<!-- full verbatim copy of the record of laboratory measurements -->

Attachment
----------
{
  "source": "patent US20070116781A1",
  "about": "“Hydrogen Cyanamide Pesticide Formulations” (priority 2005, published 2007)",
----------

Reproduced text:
{
  "source": "patent US20070116781A1",
  "about": "“Hydrogen Cyanamide Pesticide Formulations” (priority 2005, published 2007)",